EcoWatch Daily Newsletter

A protest against the name of the Washington Redskins in Minneapolis, Minnesota on Nov. 2, 2014. Fibonacci Blue / CC BY 2.0

The Washington Redskins will retire their controversial name and logo, the National Football League (NFL) team announced Monday.

Read More Show Less
The survival tools northern fish have used for millennia could be a disadvantage as environmental conditions warm and more fast-paced species move in. Istvan Banyai / Wikimedia Commons / CC by 3.0

By Alyssa Murdoch, Chrystal Mantyka-Pringle and Sapna Sharma

Summer has finally arrived in the northern reaches of Canada and Alaska, liberating hundreds of thousands of northern stream fish from their wintering habitats.

Read More Show Less
A mother walks her children through a fountain on a warm summer day on July 12, 2020 in Hoboken, New Jersey. Gary Hershorn / Getty Images

A heat wave that set in over the South and Southwest left much of the U.S. blanketed in record-breaking triple digit temperatures over the weekend. The widespread and intense heat wave will last for weeks, making the magnitude and duration of its heat impressive, according to The Washington Post.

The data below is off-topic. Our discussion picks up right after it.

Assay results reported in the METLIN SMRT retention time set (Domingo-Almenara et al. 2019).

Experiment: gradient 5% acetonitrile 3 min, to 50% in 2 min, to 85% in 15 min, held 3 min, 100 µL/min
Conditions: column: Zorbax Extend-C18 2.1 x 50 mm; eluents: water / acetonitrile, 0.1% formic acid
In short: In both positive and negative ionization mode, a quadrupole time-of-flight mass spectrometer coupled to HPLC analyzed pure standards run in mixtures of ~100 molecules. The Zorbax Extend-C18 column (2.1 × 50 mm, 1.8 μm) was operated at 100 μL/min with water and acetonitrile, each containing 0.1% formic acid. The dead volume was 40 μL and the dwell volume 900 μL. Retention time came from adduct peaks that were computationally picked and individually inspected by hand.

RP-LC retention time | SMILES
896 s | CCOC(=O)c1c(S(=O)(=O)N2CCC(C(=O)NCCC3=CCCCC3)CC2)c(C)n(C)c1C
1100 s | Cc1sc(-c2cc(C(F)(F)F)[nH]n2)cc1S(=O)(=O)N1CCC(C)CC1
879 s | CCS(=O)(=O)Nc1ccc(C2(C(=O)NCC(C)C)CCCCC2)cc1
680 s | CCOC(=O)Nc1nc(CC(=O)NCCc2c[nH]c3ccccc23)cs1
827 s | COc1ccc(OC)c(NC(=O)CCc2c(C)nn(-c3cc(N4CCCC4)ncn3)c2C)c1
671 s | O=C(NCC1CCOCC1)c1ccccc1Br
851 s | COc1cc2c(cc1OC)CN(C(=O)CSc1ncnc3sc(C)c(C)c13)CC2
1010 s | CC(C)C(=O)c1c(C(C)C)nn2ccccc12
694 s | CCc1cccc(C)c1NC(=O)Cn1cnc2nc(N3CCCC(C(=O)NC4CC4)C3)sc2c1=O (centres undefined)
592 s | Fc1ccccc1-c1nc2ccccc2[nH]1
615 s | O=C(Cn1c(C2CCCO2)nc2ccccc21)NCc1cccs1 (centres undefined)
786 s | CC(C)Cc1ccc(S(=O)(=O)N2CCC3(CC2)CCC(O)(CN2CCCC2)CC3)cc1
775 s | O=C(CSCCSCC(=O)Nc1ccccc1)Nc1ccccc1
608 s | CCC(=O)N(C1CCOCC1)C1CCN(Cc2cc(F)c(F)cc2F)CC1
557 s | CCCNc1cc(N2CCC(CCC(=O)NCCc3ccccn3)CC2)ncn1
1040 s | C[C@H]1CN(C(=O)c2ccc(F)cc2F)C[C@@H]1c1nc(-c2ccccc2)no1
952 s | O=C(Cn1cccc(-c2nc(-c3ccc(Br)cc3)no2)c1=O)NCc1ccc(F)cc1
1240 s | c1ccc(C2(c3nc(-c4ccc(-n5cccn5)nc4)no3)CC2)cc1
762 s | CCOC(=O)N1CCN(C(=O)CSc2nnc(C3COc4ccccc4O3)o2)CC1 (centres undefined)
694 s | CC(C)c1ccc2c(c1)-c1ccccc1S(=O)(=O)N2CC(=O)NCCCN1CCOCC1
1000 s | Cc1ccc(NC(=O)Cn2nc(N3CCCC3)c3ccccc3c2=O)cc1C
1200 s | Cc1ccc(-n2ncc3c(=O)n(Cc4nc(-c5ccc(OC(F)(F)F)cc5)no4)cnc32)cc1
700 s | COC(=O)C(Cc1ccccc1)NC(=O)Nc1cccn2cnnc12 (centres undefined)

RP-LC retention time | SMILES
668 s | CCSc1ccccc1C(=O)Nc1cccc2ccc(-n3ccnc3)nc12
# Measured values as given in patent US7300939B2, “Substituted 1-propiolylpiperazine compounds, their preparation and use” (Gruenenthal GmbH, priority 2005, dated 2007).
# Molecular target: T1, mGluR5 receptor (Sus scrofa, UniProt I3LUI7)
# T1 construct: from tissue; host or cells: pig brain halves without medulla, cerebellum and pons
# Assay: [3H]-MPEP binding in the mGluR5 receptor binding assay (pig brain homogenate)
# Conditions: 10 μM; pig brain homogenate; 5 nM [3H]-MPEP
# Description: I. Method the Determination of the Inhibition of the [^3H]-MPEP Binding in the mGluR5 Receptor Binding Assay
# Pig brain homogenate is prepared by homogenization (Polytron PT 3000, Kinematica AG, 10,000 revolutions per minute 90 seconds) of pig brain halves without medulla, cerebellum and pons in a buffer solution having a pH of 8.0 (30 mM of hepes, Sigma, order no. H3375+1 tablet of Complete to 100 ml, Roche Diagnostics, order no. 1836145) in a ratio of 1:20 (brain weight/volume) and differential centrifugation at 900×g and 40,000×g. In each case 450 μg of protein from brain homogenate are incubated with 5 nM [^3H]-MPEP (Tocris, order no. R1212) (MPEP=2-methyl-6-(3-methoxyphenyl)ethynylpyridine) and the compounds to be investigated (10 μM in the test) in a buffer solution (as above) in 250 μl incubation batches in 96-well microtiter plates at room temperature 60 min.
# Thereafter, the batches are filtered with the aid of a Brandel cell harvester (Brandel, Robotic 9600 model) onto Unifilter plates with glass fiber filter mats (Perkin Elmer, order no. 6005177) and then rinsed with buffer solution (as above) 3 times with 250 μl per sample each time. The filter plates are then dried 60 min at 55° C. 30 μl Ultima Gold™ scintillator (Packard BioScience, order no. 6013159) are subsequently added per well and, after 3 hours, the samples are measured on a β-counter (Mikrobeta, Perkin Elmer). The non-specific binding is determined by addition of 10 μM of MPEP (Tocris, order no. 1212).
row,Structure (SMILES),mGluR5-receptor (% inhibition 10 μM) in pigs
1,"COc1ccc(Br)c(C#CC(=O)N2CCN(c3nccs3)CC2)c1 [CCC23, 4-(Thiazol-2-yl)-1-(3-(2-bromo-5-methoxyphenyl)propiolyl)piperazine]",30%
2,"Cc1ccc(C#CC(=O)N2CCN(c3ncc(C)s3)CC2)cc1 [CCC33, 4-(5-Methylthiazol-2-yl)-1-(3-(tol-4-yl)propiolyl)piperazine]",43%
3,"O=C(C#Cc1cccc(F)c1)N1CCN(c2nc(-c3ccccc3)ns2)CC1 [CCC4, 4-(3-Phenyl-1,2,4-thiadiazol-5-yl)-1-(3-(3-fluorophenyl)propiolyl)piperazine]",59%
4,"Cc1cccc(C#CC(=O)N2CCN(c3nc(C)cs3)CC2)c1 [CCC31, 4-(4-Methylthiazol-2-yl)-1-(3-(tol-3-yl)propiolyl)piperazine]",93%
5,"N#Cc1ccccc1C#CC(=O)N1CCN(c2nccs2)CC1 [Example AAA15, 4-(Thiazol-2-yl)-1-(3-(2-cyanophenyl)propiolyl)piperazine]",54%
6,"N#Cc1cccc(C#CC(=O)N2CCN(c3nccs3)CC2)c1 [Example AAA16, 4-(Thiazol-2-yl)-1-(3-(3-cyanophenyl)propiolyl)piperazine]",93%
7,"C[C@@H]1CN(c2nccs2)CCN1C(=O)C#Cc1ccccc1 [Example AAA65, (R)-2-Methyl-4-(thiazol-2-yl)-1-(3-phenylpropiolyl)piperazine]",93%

Read More Show Less
If you get a call from a number you don't recognize, don't hit decline — it might be a contact tracer calling to let you know that someone you've been near has tested positive for the coronavirus. blackCAT / Getty Images

By Joni Sweet

If you get a call from a number you don't recognize, don't hit decline — it might be a contact tracer calling to let you know that someone you've been near has tested positive for the coronavirus.

Read More Show Less
Aerial view of burnt areas of the Amazon rainforest, near Porto Velho, Rondonia state, Brazil, on Aug. 24, 2019. CARLOS FABAL / AFP via Getty Images

NASA scientists say that warmer than average surface sea temperatures in the North Atlantic raise the concern for a more active hurricane season, as well as for wildfires in the Amazon thousands of miles away, according to Newsweek.

Read More Show Less
A baby receives limited treatment at a hospital in Yemen on June 27, 2020. Mohammed Hamoud / Anadolu Agency / Getty Images

By Andrea Germanos

Oxfam International warned Thursday that up to 12,000 people could die each day by the end of the year as a result of hunger linked to the coronavirus pandemic—a daily death toll surpassing the daily mortality rate from Covid-19 itself.

Read More Show Less

Trending

The 2006 oil spill was the largest incident in Philippine history and damaged 1,600 acres of mangrove forests. Shubert Ciencia / Flickr / CC BY 2.0

By Jun N. Aguirre

An oil spill on July 3 threatens a mangrove forest on the Philippine island of Guimaras, an area only just recovering from the country's largest spill in 2006.

Read More Show Less